3 to 4 pound beef chuck roast
10 dried chile peppers (I only used Guajillo, but a mix of New Mexico, Ancho, and pequin would be good too)
1 (7-ounce) can Chipotle chilies in adobo sauce
1 quart beef stock
2 tablespoons peanut oil
1 large onion, chopped
4 medium cloves garlic, minced
1 tablespoon ground cumin
1 tablespoon dried oregano (Mexican, if you can)
Sea or Kosher salt and black pepper

Pre-heat your oven to 300°F.

Wearing gloves, stem and seed the dried chiles. Cover with hot (but not boiling) water, and let steep until they are softened – about 30 minutes.

While the chiles are soaking, coat the roast with a little peanut oil on all sides and then dust with salt and pepper. Heat the remaining oil in a large dutch oven until smoking. Sear the roast on all sides until browned (about 4 minutes a side). Remove roast to a plate.

Drain the chiles, discard the soaking water. Put the chiles, can of Chipotles, garlic, cumin, oregano, and about half the stock in a food processor and give them a whirl until they form a smooth sauce.

Put the onions in a layer in the bottom of the dutch oven. Top with the roast and any accumulated juices. Pour chili sauce over it all and add enough of the remaining beef stock to bring the liquid in the pan about a quarter of the way up the roast.

Bring to a simmer over medium heat. Put the lid on and move to the whole works to the oven for an hour.

Chili Con Carne

Braise the roast for an hour, then flip it over and add more stock if needed. Continue cooking until very tender, about 2 1/2 to 3 hours total. Remove the roast from the pan and set aside to shred the meat (I used a 9×13 cake pan to keep everything contained).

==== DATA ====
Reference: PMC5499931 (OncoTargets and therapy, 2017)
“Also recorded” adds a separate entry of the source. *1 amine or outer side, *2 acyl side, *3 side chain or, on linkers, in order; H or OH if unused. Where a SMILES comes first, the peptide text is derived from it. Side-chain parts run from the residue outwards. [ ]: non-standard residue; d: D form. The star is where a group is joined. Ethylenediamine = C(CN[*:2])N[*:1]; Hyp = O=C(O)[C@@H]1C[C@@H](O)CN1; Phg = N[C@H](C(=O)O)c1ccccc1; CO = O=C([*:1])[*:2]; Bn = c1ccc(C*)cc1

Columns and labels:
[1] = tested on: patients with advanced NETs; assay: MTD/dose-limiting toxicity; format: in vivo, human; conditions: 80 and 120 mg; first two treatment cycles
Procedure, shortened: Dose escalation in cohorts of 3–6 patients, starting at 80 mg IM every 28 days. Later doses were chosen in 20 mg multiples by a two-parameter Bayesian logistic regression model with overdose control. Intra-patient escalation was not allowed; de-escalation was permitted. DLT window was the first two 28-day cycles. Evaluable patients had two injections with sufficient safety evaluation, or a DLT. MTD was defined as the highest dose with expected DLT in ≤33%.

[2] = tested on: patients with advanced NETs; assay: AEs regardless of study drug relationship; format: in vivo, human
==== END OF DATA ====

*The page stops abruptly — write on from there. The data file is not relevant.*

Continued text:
Chili Con Carne

Shred the meat and remove any nasty bits. I used a pair of bear paws to break it into bite-sized chunks. Return the meat and any juices that have accumulated back to the Dutch oven.

Move the Dutch oven to the stove top and bring chili to a simmer. Taste and adjust seasoning. Let cook uncovered until the chili is thick and the meat has completely fallen apart.

Serve this with cornbread and garnish with cilantro, diced white onion, sliced radishes, sour cream, chopped green onions, grated cheese, avocado, tortilla chips – you name it.

The Verdict: ★★★★★
This was a very rich and filling dish. Very meat-centric, but the Guajillo and Chipotles kept it interesting with a nice complex, smoky, and lasting heat. I can sure see any leftovers being used as a filling for tacos or tamales.